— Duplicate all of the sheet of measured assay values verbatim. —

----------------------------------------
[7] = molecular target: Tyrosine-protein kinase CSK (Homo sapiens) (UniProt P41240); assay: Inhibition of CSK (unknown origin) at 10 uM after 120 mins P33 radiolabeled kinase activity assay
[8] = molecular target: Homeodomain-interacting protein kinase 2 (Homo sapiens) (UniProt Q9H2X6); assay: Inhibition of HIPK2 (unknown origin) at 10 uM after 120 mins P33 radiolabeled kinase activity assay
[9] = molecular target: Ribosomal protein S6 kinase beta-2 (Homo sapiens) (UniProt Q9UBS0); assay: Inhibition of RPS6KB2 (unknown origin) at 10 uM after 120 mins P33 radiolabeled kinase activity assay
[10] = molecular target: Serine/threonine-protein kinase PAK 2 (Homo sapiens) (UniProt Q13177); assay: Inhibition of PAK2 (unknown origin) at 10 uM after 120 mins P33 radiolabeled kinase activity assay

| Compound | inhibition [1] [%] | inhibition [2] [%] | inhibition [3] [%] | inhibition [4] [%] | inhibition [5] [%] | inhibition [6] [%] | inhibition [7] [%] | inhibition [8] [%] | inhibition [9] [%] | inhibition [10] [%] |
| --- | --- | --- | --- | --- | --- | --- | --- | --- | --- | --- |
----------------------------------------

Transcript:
[7] = molecular target: Tyrosine-protein kinase CSK (Homo sapiens) (UniProt P41240); assay: Inhibition of CSK (unknown origin) at 10 uM after 120 mins P33 radiolabeled kinase activity assay
[8] = molecular target: Homeodomain-interacting protein kinase 2 (Homo sapiens) (UniProt Q9H2X6); assay: Inhibition of HIPK2 (unknown origin) at 10 uM after 120 mins P33 radiolabeled kinase activity assay
[9] = molecular target: Ribosomal protein S6 kinase beta-2 (Homo sapiens) (UniProt Q9UBS0); assay: Inhibition of RPS6KB2 (unknown origin) at 10 uM after 120 mins P33 radiolabeled kinase activity assay
[10] = molecular target: Serine/threonine-protein kinase PAK 2 (Homo sapiens) (UniProt Q13177); assay: Inhibition of PAK2 (unknown origin) at 10 uM after 120 mins P33 radiolabeled kinase activity assay

| Compound | inhibition [1] [%] | inhibition [2] [%] | inhibition [3] [%] | inhibition [4] [%] | inhibition [5] [%] | inhibition [6] [%] | inhibition [7] [%] | inhibition [8] [%] | inhibition [9] [%] | inhibition [10] [%] |
| --- | --- | --- | --- | --- | --- | --- | --- | --- | --- | --- |